Axelrod can't seem to figure out his woes

DETROIT -- Chicago White Sox starting pitcher Dylan Axelrod wishes he could pinpoint why he's having the problems he's having on the mound of late.

Because things haven't been good at all out there for him.

Since Axelrod tossed a shutout at Seattle on June 5, things have gone south in a hurry for the right-hander.

Over his past 29 innings of work, Axelrod has given up 29 earned runs and 53 hits in six starts.

His latest poor outing came in Wednesday's 8-5 loss to the Detroit Tigers at Comerica Park, where he gave up seven runs and 11 hits.

"It's kind of frustrating when I look back and it's like it isn't going my way almost," Axelrod said after the game. "There are a few things I've put my finger on, but at the same time it's just frustrating just because I feel like I haven't changed that much from where I was so I just have to keep pressing on and it will turn around I think."

He has seen his ERA of 3.73 after his start against the Mariners balloon to 5.33 after the loss to the Tigers.

And all seven runs Axelrod gave up came with two outs.

"I feel like I've been getting the breaks that I was and I've been making decent pitches, it's just a few mistakes that have really cost me," Axelrod said. "Big hits here or there, and tonight, two outs, every run I gave up was with two outs. It could have easily been a different story."

The Tigers' middle part of the order -- Torii Hunter, Miguel Cabrera, Prince Fielder and Victor Martinez -- combined for 11 hits, five RBIs and six runs in Wednesday's win.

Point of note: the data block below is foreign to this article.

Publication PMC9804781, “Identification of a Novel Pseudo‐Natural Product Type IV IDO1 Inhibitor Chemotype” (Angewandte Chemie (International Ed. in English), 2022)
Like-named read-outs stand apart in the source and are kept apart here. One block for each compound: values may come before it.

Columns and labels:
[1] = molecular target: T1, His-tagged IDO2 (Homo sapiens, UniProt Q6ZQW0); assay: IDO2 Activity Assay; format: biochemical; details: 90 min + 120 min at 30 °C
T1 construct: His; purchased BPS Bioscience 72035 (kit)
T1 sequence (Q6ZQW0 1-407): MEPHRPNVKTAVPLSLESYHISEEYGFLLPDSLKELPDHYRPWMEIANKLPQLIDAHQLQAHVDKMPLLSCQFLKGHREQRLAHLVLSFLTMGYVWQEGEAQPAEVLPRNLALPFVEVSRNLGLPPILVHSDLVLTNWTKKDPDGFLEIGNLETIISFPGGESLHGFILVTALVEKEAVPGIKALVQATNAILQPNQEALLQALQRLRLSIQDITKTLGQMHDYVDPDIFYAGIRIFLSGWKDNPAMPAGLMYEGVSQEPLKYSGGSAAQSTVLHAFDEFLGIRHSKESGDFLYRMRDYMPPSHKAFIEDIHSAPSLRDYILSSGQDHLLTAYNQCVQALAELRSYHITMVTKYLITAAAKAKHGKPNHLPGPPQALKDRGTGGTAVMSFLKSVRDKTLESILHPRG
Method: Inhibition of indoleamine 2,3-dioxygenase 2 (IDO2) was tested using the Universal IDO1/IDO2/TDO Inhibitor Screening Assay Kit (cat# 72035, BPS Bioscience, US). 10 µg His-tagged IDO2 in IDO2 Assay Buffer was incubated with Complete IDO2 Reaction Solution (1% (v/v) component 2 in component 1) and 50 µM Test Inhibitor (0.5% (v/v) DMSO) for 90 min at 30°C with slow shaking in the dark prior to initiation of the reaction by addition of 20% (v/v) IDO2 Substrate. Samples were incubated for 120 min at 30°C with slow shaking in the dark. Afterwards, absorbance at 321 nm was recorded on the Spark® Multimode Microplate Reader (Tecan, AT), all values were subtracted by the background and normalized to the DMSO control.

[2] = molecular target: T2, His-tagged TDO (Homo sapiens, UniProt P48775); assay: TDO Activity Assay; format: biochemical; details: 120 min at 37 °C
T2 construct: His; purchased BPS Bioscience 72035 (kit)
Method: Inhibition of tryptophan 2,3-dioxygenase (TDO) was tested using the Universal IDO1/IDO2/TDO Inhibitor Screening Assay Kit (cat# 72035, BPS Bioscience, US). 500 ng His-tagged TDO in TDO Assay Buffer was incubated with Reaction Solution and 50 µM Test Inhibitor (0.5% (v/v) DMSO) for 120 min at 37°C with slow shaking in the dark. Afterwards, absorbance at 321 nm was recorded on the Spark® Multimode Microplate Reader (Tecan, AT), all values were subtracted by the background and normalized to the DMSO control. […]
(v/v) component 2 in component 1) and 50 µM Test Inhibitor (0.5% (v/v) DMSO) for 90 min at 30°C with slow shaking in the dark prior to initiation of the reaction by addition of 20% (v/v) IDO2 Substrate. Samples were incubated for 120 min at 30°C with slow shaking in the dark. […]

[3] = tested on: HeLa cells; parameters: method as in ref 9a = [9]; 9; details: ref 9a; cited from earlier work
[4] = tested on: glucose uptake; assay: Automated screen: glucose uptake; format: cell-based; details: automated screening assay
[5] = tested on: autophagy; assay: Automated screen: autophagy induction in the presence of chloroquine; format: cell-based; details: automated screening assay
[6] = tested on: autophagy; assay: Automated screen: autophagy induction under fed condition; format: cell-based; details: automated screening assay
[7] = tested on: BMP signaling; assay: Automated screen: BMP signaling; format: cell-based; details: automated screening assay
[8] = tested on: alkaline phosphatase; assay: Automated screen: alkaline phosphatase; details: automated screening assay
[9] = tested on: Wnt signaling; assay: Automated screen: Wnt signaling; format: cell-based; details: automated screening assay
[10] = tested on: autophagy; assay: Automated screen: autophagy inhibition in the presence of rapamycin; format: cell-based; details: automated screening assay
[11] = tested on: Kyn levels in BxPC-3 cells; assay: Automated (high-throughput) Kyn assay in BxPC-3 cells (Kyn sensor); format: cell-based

"They dunked a lot of balls in there, like ground balls through holes," Axelrod said. "They put the bat on the ball and good things happened for them. It's tough. They're good hitters. There's not much I can do."

Axelrod has been giving up the long ball all season, and Wednesday was no different. He gave up a two-run homer to Fielder in the first inning.

"I felt like I made some pretty good pitches early, but they just put the bat on it and they were falling in," Axelrod said. "Then they get a big hit, the home run and [Austin] Jackson's double, you just have to keep guys off base with that lineup because they're bound to drive them in.

"I feel like I settled down a little bit, kept the ball down and mixed it up a little bit a little better. I just had to battle tonight. It was unfortunate how it ended, having to come out, but I feel like I can take a few positives out of this into the future."

Axelrod has now given up at least one home run in each of his past six starts. He has allowed a team-high 18 home runs this season, including 11 in his past six starts.

"I don't think Ax was as sharp as we've seen him," White Sox manager Robin Ventura said. "It's a tough lineup to go through when you're not going to be sharp and they just kind of pick you apart. They squeeze you and make you throw it over the plate. It's not an easy one to go through.

"I think today velocity was down for some reason and it just didn't look sharp. I don't think it was anything physical like that, but I've seen sharper."

And Axelrod isn't a power pitcher to begin with.

"I didn't feel like it, but I noticed it out there," Axelrod said about the velocity. "I feel fine. I don't know if the gun was right on or low, but I feel fine. It was just one of those things. You can't throw 84 or 85 against big league hitters and expect to throw it by them. I don't know if that's what I was throwing so I'm kind of scratching my head on that one too."